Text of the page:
Lessons From the Movement to End Slavery
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March 27 @ 7:00 pm - 9:00 pm
An event every week that begins at 7:00 pm on Wednesday, repeating until May 29, 2019
Weekly on Wednesdays, beginning March 27th and concluding on May 29th (10 weeks).
This 10-session course studies the U.S. Abolitionist Movement to End Slavery. It looks at important events and at the movement’s debates about approach and methods. A fundamental focus will be political strategy and the relationship between class and race. Fundamental to the success of the movement to abolish slavery was the rebellion, running away, slave narratives and overall leadership of the enslaved, fugitive and freed Black people which had a great ideological impact on the rest of the population. Also, the Anti-Slavery Movement took place against the backdrop of the first Industrial Revolution, which perhaps provides some parallels to social and political struggles today and the current Fourth Industrial Revolution.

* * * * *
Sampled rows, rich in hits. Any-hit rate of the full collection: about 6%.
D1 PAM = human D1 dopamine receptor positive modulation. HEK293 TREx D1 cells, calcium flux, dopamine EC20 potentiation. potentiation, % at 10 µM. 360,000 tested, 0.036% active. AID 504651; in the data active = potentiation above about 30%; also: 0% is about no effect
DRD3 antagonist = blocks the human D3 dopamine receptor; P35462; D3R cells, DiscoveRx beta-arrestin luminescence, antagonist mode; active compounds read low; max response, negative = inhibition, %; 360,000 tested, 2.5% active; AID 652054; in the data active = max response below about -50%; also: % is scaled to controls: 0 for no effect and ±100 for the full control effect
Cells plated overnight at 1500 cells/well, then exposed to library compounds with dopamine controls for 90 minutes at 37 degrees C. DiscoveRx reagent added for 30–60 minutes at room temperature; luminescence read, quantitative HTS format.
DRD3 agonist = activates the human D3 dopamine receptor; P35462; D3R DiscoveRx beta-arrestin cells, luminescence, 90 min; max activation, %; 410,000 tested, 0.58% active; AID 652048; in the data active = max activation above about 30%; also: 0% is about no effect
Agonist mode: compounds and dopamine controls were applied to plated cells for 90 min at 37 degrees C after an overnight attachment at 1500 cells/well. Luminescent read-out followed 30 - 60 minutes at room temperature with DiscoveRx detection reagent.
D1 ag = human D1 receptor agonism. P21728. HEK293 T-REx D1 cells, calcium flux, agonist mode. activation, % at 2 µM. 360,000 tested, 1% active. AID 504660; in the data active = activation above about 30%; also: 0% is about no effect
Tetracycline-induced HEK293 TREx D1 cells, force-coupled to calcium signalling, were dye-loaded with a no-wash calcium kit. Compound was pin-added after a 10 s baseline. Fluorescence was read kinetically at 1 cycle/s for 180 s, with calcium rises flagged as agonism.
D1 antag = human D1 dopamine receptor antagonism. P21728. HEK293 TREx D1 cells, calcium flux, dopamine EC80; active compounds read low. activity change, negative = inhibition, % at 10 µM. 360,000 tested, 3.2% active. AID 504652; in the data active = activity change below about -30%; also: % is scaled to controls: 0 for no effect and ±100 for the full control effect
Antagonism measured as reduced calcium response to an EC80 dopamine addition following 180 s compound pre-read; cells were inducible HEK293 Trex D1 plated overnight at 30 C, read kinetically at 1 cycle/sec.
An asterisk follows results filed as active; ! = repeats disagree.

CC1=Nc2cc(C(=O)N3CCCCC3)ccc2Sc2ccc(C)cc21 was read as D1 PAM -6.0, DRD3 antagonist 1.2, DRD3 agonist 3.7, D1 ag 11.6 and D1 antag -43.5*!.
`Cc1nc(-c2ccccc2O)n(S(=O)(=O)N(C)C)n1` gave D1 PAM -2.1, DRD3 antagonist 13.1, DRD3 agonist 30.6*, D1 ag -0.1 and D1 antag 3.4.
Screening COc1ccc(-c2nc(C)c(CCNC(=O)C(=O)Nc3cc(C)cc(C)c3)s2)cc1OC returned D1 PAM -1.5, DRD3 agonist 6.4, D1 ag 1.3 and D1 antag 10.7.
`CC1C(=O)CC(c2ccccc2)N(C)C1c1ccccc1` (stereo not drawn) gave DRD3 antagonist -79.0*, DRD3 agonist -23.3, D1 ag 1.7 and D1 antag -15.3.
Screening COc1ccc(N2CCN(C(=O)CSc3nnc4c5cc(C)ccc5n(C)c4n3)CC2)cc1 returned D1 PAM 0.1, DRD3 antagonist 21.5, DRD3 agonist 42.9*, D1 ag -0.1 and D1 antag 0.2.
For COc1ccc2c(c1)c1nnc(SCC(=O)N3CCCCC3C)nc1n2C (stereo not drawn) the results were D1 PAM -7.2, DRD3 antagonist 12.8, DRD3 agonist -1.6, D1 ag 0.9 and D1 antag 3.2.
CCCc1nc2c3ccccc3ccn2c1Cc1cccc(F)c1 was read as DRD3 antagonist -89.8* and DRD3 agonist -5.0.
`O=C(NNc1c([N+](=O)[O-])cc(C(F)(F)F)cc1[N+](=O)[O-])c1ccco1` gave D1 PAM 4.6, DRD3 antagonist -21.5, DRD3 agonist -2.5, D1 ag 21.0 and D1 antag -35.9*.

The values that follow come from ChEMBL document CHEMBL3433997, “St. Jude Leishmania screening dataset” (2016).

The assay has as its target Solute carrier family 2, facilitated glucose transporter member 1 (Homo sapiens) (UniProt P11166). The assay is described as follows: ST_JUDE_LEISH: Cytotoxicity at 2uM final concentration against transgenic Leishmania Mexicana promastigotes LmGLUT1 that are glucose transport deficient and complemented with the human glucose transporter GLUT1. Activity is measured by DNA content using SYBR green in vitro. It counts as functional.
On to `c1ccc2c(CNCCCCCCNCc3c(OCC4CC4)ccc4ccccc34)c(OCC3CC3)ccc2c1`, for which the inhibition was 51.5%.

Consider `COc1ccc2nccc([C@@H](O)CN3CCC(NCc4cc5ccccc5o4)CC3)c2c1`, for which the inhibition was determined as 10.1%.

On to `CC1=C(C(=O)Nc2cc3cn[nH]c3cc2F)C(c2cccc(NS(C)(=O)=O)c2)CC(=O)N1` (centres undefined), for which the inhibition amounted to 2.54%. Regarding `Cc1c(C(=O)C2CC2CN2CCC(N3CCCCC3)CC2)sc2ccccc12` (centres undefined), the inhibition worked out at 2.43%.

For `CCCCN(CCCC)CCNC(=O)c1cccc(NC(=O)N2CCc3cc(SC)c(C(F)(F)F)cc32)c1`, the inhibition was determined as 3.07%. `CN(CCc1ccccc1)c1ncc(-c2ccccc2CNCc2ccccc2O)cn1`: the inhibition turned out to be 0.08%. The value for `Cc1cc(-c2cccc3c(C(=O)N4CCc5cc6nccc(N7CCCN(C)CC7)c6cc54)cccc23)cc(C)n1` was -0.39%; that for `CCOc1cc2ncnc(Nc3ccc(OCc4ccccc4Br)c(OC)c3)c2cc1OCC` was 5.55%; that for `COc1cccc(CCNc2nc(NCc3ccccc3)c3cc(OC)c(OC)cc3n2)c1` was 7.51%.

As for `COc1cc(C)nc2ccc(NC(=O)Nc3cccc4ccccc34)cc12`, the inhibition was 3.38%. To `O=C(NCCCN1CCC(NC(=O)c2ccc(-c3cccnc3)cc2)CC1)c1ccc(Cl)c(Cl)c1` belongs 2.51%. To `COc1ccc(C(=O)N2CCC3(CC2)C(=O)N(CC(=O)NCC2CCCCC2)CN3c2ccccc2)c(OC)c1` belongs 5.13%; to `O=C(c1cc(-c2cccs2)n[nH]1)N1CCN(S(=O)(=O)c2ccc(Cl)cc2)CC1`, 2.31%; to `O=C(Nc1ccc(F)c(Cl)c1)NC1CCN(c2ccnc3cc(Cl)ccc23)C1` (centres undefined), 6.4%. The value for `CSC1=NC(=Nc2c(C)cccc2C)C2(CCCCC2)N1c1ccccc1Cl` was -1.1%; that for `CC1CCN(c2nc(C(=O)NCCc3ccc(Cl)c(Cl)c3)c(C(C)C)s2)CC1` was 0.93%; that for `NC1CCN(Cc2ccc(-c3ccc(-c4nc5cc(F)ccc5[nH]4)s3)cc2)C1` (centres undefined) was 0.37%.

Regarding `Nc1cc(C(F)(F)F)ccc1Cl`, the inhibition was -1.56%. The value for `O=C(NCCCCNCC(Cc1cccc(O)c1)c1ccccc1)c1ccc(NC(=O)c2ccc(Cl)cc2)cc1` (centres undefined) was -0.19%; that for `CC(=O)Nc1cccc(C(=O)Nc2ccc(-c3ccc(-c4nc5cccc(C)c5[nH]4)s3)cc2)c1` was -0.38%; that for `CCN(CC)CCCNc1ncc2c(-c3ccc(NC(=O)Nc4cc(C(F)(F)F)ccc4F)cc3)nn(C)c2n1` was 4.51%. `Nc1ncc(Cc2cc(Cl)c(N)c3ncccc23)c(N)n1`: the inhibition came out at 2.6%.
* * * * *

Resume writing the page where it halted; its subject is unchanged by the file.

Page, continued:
Some key questions we address include: What were the stages of the movement to end slavery? Who were the different social forces engaged in dismantling and maintaining slavery? The ideas and politics of the movement to end slavery can teach us valuable lessons for today’s struggles. This course aims prepare participants for deeper study of W.E.B. Du Bois’ Black Reconstruction in America.